The Scorpion and the Frog
“To know what that true self is without social pressure is to know your true nature.” – Martha Beck
Every Spring, in a certain part of a certain desert, the Spring rains would flood a large bowl shaped section of hardpan. There were several types of animals who hibernated in the cooler dirt deep beneath the desert floor, waiting for the new rains to soften the soil again.
The dry season was much longer than the rainy season, and many creatures would move in and make homes in the bowl; there were, after all, rocks, and prickly bushes growing there. In fact a scorpion, too young to remember last year’s flood, had made itself a nice home under a medium sized rock. The rock had a good location, and the scorpion hunted and ate well. Doing what scorpions do, it was generally happy with its life.
When the Spring rains came, at first the scorpion didn’t know what to make of all the stuff falling from the sky. The stuff did not make the scorpion particularly happy – if too much got on it, it had trouble breathing, so it stayed under its rock until its burrow started filling with the now terrifying stuff. Enough rain had fallen for the water to begin pooling.
Instead of hiding under the rock, the scorpion crawled up on it. The water rose, so the scorpion climbed higher until it was at the top of the stone. And the water kept rising. As one last act of desperation, the scorpion made a mad leap in the direction of a tuft of nearby prickly bush. One of its pincers connected with the plant and the scorpion latched on for dear life.
By now, some of the frogs were coming out of hibernation, and had worked their way up through the now silty mud. One after one, they bobbed to the surface, and with the emergence of each one, no matter how far away, the scorpion would yell for help. Many of the frogs either didn’t hear the scorpion or simply decided to ignore it. Several frogs were curious, and paddled over to see the exotic creature, but upon closer examination, they were intimidated by the scorpion, and paddled away. Finally, an older frog, who had seen several Spring floods, surfaced very near the bush where the scorpion was clinging for dear life.
The scorpion saw the frog bob to the surface and immediately began yelling desperately for help–the water was coming so dangerously high. But the frog had seen several spring floods, and knew how treacherous scorpions could be when the floods came. Still, for whatever reason, the frog could not ignore the scorpion’s pleas. The frog leisurely paddled nearer to the scorpion, but kept a safe distance from it.
Then ensued a conversation you have, perhaps, heard of before wherein the skeptical frog is finally driven, by conscience and the earnest reassurances of safety from the scorpion, to paddle to where the scorpion could drop onto its back. The frog immediately regretted the decision, since the scorpion’s legs were pointy at the ends and it dropping onto the frog like that hurt.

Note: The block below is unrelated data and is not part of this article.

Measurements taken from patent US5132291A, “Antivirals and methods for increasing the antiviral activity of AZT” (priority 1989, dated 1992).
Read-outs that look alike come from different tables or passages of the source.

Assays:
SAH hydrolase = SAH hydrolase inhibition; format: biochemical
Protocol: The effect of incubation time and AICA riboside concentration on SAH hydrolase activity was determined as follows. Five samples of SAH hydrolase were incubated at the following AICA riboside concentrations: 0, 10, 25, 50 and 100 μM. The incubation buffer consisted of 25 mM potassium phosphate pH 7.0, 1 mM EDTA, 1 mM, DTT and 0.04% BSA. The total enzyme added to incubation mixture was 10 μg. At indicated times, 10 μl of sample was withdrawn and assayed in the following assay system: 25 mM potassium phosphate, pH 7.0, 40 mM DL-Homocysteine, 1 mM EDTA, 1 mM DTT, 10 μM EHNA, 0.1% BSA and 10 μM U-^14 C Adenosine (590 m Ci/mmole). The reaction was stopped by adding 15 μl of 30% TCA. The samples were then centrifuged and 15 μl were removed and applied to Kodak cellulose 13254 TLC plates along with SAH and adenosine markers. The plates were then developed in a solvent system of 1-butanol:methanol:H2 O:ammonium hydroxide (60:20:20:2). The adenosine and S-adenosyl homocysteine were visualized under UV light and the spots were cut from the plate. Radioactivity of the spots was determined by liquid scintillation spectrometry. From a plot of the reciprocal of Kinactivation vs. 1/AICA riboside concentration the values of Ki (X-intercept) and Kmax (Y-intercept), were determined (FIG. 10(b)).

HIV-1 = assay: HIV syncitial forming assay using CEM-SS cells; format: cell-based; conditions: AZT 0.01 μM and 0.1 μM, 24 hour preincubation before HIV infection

“I think there’s some dry land over there, where I can drop you off and you can flee far from this flood,” said the frog.
“You have saved my life,” the scorpion said, just barely able to speak after yelling so long, “I don’t think I can ever repay your kindness and your trust.”
“Well,” said the frog, “you could start by not stinging me when we reach land,” which was exactly the impulse the scorpion was fighting at that moment.
As they paddled along, several other frogs noticed this strange configuration and paddled over to watch a frog giving a scorpion a ride.
“I think we all know how this one ends,” another older frog chided.
The scorpion gazed around and saw all the various frogs, looking accusingly at it.
“Don’t you dare,” they silently demanded, “You know what’s right,” their expressions yelled.
By now, the scorpion had not eaten in quite some time, and the urge to sting the frog and eat it was growing stronger each minute. The scorpion, however, resolved to show them all that this scorpion could be trusted, could do what all the frogs knew was right.
Finally (right?), the frog reached the edge of the newly formed pond, and crawled a short way up onto dry land.
“Off you go,” said the frog, desiring only to have those pointy legs off its back.
Without a sound the scorpion leapt to the ground and spun to face the frog. The frog, having resigned itself to its fate shortly after taking on the passenger sat, awaiting the inevitable.
The scorpion looked at the old frog and remembered many of the times it had stung prey. The ending had not been pleasant for them, but the scorpion had simply been doing what scorpions do. The scorpion looked at the other frogs idling nearby, watching accusingly, “You know what’s right.”
The scorpion looked once more at the frog sitting hopefully in front of it and imagined how badly it would feel to watch the frog die. But it had held back for so long, controlling itself, keeping itself from doing what scorpions do.
The scorpion acted with lightning speed, stinging itself several times.
The frogs gave a single, shocked gasp.
The old frog who had carried the scorpion was dumbfounded, but as the scorpion slowly died, the frog came to its senses and asked, in total disbelief, “What could possibly drive you to do such a thing?”
With its last few breaths the scorpion said, “I could not bring myself to betray you, and so grievously disappoint everyone. Neither could I continue to live contrary to my true nature one more second.”
And with that, the scorpion died.